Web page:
13,000 feet above the earth in an airplane, the engines hum loudly in my ears. The red light flashes on, my brother and I move to the door and open it, letting in the fresh cool air. My mother and father are right behind us lined up ready to get in position. My brother, Sean, and I hang our heads out of the airplane and spot the airport, taking a second to silently check in with each other before climbing out… he has a huge smile on his face.
Much like the feeling of road trip in a mini van, which is a familiar memory from our childhood, we have been jammed in the fuselage of a caravan (airplane) for the last twenty minutes. My father directly behind me, brother to my left, and mother behind him. At ten thousand feet we all do our final handles and gear check, followed by our special family hand shake. Standard hand slap and knuckle bump, with an added heart shape made half with one hand and half with the others hand, then blow a kiss.
Sean and I move into position by the door and wait for the pilots signal. High above Sebastian Florida, the view out of the clear plexiglass door is awe inspiring. Red light. Door. Green light. We rotate our bodies outside the door of the airplane thousands of feet above earth, and my mother positions herself in between us, my father tight on her side still inside the aircraft. Inside our helmets all we can hear is the rush of the 100mph wind and the engines of the air plane, Sean signals the exit…. and we are off, in perfect unison.
Skydiving is one of the most beautiful feelings that a human can experience: weightlessness, serenity, flight. Although we are simply falling straight down, there is no sensation of falling, it fells more like floating… on air. To be able to share that with my family is beyond phenomenal.
I let go of the airplane a split second after my mother and brother leave together, it gives me a better view of them beneath me and the stunning Atlantic Ocean underneath them. My father and I are side by side, I take a moment and admire his skill and body position, proud daughter.
My father and I shared skydiving together for the first time 13 years ago. Immediately upon landing from our tandems we both looked into each others eyes grinning and knew that this was the beginning of something wonderful. Over the next few years we would complete our jump course, learn how to fly, and jump together hundreds of times. Coaxing my mother to fly with us by barraging her with countless video debriefs of our jumps together, she gave in and joined us in the sky a few years later.
It was amazing and humbling to watch my father and mother go through the process of learning to skydive. They have always been the pillars of strength, ability, and support, throughout my childhood teaching me much of what I know and do. To start on an adventure all together from the beginning was an interesting and rewarding experience. They both started in their mid fifties, a sport that has a harsh and difficult learning curve even if you are in your twenties. With athletic backgrounds, they excelled naturally in their own way.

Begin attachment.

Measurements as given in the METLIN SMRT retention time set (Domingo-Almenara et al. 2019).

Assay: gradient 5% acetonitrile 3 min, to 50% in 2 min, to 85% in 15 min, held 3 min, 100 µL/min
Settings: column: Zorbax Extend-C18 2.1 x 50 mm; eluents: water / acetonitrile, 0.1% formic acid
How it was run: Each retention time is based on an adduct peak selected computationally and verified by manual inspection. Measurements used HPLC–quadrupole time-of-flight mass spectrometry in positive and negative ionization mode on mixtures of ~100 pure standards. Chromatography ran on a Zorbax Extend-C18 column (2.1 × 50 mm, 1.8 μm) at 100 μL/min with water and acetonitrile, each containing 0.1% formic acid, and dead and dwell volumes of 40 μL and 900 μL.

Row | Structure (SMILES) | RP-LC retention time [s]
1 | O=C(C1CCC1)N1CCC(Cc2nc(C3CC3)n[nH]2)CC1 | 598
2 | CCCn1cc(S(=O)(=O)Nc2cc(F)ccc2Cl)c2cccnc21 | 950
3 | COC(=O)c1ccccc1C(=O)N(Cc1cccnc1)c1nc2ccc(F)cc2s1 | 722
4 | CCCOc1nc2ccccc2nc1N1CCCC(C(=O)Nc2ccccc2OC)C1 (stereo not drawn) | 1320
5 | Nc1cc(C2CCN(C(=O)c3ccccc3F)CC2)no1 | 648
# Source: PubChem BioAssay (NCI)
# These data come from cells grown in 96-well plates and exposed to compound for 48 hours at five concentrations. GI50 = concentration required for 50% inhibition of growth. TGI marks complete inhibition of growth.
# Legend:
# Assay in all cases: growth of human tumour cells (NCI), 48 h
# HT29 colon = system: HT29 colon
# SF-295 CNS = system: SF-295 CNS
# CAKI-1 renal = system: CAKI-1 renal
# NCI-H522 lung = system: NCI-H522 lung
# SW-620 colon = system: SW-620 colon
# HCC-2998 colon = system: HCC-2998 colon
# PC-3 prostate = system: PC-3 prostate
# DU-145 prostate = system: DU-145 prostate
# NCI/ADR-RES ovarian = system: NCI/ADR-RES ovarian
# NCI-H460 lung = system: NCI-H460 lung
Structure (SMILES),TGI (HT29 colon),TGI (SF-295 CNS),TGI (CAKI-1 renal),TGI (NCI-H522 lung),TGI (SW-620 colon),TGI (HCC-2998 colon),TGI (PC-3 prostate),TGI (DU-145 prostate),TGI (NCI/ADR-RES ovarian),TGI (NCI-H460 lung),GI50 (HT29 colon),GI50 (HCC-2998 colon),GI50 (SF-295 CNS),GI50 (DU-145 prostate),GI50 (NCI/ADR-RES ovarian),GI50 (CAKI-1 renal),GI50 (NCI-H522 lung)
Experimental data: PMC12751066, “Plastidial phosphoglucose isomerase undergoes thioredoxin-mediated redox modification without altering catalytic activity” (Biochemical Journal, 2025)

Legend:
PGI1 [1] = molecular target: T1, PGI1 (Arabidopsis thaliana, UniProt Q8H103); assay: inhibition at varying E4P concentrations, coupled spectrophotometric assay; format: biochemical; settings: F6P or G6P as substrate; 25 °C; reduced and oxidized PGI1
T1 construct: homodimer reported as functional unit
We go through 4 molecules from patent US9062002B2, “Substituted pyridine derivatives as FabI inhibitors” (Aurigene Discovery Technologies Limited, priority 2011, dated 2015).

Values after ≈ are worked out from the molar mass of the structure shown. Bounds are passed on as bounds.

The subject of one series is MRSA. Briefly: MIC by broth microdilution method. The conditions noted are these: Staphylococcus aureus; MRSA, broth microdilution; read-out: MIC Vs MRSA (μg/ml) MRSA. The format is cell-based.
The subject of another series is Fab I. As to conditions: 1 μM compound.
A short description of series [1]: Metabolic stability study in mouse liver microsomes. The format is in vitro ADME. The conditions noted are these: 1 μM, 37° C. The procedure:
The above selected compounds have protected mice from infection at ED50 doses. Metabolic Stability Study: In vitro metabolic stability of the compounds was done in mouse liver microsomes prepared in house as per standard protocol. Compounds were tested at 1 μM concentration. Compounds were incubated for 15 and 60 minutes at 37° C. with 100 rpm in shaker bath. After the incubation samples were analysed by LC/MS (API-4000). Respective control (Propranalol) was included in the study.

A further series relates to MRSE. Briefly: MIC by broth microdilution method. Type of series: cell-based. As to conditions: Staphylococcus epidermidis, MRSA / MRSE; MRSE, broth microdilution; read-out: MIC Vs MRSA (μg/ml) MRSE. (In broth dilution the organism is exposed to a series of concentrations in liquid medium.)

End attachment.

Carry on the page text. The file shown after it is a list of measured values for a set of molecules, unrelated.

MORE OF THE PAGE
Sean was a different story, a natural at every thing he does but very cautious. He started skydiving only five years ago, but like usual he progressed faster than any other student I have seen. He breezed through AFF and was sit flying by jump thirty, head down by jump sixty. He came out to Lodi for three weeks, left with sixty nine jumps and on his head. Now he is one of the best angle flyers in Florida and load organizer at Skydive Sebastian. Ninja.
Now we are having a casual family Sunday, plummeting towards the earth at 120 miles per hour together. My gaze transfers from my father to my mother below me, she is so graceful and elegant. Making small changes in my body position I lower myself to fly right above her and my brother. Sean is flying on his back looking up at us, and she is directly above him following his every movement. My father is off to our left, we move together taking cues from my brother in the lead. Like a flock of birds we fly together making turns in unison and leveling back out again. My heart is full. I lower my right foot down and gently place it on the back of my mother to surf her as we fall, the feeling is pure love and adoration for this moment together.
The whole skydive lasts just shy of sixty seconds, it is our third jump together of the day and we have time for a few more. As we reach five thousand feet we break off and fly off in different directions to deploy our parachutes. I am still close enough to keep them all with in my peripheral. I can see my mothers red parachute deploy.... my fathers blue parachute. I deploy mine, as I ride through the opening my brothers slow sabre2 finishes its opening sequence - seriously that thing has the longest snivel of any sabre2 I have ever seen! We fly back towards each other under our parachutes and get together as we fly to the landing area.
We all land together on the soft green grass, I kite my canopy over to where my brother is and dump it on his head. It is like we are kids again and the joy and energy feel much of the same as when we were younger and care free. The four of us walk in towards the packing hanger all chiming in about the skydive and talking over each other like Thanksgiving dinner. My brother stops by manafest and puts us all on the next load for another jump.